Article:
Incident response: Many cyber insurance policies offer templates, necessary to qualify, of incident response services, which can help nonprofits respond quickly and effectively to a ransomware attack. These services may include forensic investigations, legal advice, and public relations support.
Risk management: Cyber insurance policies can also help nonprofits improve their cybersecurity posture by providing access to risk management resources. This may include cybersecurity assessments, employee training, and other tools to help prevent ransomware attacks from occurring in the first place. The right risk management strategies can also help nonprofits lower their average cost of cyber insurance over the years, as they prove themselves responsible and capable of reducing their risks of cyberattacks.
When selecting a cyber insurance policy, it is important for nonprofits to choose a policy that is tailored to their specific needs. This may include considering factors such as the size of the organization, the types of data it stores, and the level of risk associated with its operations.
Ransomware attacks pose a significant threat to nonprofits, with the potential to cause significant financial and reputational damage. However, by taking steps to protect themselves and investing in cyber insurance, nonprofits can mitigate the risks associated with these attacks. With the right policies and procedures in place, nonprofits can continue to deliver critical services to their communities while protecting their data and operations from harm. Finally, cyber insurance provides not only financial support but expert resources if and when an incident occurs.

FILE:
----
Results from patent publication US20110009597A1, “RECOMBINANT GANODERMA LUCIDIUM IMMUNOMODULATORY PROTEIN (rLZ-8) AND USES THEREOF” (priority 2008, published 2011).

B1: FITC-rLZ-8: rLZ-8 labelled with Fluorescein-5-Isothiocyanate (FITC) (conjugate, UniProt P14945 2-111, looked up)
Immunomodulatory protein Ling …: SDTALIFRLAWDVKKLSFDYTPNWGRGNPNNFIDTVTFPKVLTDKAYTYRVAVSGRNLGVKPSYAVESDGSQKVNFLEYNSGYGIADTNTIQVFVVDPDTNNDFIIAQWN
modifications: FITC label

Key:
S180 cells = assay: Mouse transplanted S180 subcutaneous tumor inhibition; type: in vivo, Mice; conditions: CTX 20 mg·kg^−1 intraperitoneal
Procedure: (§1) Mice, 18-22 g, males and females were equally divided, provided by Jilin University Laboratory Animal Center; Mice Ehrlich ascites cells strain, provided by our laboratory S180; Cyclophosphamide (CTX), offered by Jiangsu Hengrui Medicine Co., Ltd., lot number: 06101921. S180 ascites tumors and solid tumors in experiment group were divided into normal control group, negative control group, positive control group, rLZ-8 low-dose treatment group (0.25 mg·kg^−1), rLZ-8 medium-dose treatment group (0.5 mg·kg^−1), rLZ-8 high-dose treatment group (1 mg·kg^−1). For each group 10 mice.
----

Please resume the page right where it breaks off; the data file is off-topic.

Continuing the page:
About the Author:
Doug Kreitzberg– Founder & CEO of SeedPod Cyber
As CEO of USI Affinity and Programs (2004-2018), Doug led affinity business development, marketing and program businesses, including professional liability, commercial property & casualty, personal lines and life and disability Programs. In 2018, Doug founded a cybersecurity and data privacy risk consulting firm. It was through his consulting practice that he learned the value that Managed Service Providers bring to small and medium sized businesses. That insight formed the basis for SeedPod Cyber, a cyber insurance managing general agency Kreitzberg founded in 2021 which partners with Managed Service Providers to provide cyber insurance to their clients.